Unit 10 - Assist in preparing and
maintaining the learning environment
Element 010.1: - Help prepare the learning environment
Knowledge base 1: - Your role and responsibility for helping to prepare the learning environment
My roles and responsibility for helping to prepare the learning environment is: -
• Make sure that the class is Safe and clean
• Make sure that there is enough materials and equipment if not then I need to let the class teacher know
• When starting a lesson I need to get all materials needed ready for use
• If there is a shortage off Materials and If I know where to go to get more then I be able to do it myself
• Make sure there is enough room to Manoeuvre around the classroom.
Knowledge base 2: - The roles and responsibilities of others within the school in respect of establishing and maintain learning environment.
The roles and responsibilities are
|Responsibility |Who? | |Health & safety |Tracey Mcquirk | |Access to store rooms |Site maintenance (Mike and David) class Teacher | |Waste disposal |Site maintenance | |Ordering materials |Roz | |Storage of materials |Class teacher | |Maintenance of classrooms |Site maintenance and cleaners | |Shortfalls in equipment/materials |Site maintenance and class teacher |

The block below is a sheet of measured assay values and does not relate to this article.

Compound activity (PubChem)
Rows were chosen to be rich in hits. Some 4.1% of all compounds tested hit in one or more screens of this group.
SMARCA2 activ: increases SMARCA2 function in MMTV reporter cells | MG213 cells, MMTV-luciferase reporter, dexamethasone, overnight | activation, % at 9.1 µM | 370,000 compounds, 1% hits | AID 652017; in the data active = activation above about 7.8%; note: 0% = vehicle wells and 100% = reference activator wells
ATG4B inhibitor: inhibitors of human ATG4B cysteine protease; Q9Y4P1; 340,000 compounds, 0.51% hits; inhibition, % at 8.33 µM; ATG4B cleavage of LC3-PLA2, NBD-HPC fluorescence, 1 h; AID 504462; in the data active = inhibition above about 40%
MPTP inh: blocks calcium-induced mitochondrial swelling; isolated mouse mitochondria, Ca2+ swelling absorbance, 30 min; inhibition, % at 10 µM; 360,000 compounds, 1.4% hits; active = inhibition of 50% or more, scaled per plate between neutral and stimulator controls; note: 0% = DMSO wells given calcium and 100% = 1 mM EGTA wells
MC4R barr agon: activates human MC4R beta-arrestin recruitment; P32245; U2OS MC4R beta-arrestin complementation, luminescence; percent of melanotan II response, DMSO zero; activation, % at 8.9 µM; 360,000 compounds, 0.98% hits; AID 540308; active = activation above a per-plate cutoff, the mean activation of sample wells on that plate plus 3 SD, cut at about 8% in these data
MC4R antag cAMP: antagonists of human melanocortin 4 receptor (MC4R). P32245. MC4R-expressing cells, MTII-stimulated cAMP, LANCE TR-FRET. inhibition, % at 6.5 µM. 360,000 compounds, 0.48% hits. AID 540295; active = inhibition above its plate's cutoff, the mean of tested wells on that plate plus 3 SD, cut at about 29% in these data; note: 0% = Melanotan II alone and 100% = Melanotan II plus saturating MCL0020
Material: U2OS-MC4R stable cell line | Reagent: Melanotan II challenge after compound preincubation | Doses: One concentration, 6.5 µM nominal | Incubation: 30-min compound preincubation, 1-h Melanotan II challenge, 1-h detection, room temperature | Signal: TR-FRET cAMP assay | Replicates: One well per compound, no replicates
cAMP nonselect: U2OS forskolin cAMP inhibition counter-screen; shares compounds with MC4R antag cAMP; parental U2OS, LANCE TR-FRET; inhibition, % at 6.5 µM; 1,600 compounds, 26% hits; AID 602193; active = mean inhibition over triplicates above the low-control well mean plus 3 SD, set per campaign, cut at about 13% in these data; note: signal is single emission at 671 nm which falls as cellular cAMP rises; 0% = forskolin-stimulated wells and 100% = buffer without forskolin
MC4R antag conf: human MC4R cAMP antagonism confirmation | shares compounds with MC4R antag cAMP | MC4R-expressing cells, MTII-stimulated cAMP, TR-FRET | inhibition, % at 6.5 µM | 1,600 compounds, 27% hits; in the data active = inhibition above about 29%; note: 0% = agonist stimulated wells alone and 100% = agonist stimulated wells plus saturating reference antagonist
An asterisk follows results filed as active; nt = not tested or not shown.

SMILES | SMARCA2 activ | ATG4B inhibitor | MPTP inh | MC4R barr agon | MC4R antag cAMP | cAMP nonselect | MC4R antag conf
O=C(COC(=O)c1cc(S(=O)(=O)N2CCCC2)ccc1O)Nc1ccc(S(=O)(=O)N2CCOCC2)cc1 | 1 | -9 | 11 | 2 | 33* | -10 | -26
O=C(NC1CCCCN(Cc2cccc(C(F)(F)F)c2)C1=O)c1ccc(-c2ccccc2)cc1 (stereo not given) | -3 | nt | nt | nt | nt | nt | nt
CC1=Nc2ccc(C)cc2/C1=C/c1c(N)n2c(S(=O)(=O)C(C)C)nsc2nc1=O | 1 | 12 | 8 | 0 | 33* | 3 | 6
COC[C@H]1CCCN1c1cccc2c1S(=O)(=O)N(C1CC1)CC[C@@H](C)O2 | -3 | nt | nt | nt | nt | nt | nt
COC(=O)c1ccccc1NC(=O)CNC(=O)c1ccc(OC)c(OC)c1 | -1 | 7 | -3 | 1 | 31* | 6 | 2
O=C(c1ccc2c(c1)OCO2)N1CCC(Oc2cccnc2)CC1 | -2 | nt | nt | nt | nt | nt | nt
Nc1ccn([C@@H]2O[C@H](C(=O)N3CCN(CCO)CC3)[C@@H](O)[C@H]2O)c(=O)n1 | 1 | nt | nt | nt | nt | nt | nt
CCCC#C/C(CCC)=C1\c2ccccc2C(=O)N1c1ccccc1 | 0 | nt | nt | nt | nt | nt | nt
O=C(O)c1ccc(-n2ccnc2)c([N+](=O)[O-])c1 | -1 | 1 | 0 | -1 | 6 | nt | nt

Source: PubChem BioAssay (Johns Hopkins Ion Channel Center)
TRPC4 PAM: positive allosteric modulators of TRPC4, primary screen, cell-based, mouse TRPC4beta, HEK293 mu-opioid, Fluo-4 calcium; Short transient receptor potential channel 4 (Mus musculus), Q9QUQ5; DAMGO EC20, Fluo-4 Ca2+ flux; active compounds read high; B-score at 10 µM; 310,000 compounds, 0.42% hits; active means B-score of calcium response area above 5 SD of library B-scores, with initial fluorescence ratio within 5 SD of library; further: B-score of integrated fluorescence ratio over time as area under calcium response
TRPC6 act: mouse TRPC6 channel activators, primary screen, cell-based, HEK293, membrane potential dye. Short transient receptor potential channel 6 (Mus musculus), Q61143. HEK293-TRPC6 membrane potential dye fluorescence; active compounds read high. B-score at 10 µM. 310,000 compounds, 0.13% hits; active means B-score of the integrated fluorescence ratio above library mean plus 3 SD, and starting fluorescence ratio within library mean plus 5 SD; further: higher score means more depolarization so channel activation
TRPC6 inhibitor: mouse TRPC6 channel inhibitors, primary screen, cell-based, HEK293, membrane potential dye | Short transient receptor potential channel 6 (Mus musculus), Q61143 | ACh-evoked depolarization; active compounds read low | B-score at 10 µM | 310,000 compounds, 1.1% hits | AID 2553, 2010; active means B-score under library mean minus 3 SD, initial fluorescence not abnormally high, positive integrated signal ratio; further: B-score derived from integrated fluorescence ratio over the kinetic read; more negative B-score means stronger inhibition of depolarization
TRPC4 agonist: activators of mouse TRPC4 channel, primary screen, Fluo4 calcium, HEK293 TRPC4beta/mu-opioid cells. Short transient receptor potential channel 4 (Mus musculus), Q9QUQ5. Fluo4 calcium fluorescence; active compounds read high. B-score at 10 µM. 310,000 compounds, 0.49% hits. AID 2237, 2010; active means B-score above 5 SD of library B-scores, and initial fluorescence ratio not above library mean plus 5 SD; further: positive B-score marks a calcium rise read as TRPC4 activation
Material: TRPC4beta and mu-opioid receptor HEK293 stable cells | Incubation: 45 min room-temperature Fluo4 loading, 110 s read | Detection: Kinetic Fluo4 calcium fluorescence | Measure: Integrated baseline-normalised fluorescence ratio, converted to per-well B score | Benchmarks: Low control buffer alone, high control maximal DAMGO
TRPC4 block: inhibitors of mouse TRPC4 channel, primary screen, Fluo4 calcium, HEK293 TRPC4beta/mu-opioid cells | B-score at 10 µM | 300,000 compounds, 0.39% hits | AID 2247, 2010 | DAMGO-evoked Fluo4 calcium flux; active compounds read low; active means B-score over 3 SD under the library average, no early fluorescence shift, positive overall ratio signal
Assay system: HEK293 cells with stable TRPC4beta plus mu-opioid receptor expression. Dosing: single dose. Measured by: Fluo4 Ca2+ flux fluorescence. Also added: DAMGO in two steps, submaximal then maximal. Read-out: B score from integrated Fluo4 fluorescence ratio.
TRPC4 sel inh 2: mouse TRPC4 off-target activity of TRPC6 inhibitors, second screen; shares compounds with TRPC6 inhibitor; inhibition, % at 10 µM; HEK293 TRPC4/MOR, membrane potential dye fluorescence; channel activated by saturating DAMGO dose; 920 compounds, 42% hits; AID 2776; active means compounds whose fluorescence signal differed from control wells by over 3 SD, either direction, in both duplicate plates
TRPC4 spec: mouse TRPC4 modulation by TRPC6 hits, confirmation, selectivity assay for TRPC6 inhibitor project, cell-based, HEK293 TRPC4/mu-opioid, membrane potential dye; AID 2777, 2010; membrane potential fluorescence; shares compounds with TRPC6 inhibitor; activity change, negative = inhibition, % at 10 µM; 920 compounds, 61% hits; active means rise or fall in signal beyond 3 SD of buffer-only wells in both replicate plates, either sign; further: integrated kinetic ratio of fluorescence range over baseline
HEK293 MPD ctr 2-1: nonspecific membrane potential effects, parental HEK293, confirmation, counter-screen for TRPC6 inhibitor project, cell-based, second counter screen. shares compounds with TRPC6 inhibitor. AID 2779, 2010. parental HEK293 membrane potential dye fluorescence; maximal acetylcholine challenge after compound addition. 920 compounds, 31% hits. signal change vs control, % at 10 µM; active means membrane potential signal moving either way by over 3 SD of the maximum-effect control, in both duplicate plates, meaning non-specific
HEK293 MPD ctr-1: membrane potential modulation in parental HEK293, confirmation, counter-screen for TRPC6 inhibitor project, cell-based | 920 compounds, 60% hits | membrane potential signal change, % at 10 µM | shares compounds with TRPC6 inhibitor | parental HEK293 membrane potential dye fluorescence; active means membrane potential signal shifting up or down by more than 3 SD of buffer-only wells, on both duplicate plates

Knowledge base 3: - The principles and practices of inclusive education and the implications of these for setting out learning environments
The definition of inclusion
There are still confusions associated with the meaning of ‘inclusion’, as the term is used in various ways ‘inclusive schools’ and ‘inclusive society’ are just two of them. Different people use the term in different ways and with varying intentions. Definitions of inclusion have altered, and with alter, as cultural and societal changes occur. The green paper (Department For Education and Employment DFEE, 1997) talks about increasing inclusion by increasing the numbers of children with SEN in mainstream schools while maintaining special schools for those who need them. IN contrast, Centre for the Studies of Inclusive Education CSIE (1989) uses inclusion to describe a state of affairs in which all children are educated in mainstream classes within mainstream schools with only temporary withdrawal from this situation envisaged. This is generally termed full inclusion. There is also confusion about what ‘full inclusion’ actually means and how it might be operationalised in the educational system. It is unclear as to whether full inclusion requires one system for all or a combination of interrelated inclusive systems. Consideration has to be given to the implications for all pupils if inclusion is intended to be a means to an end rather then an end in...
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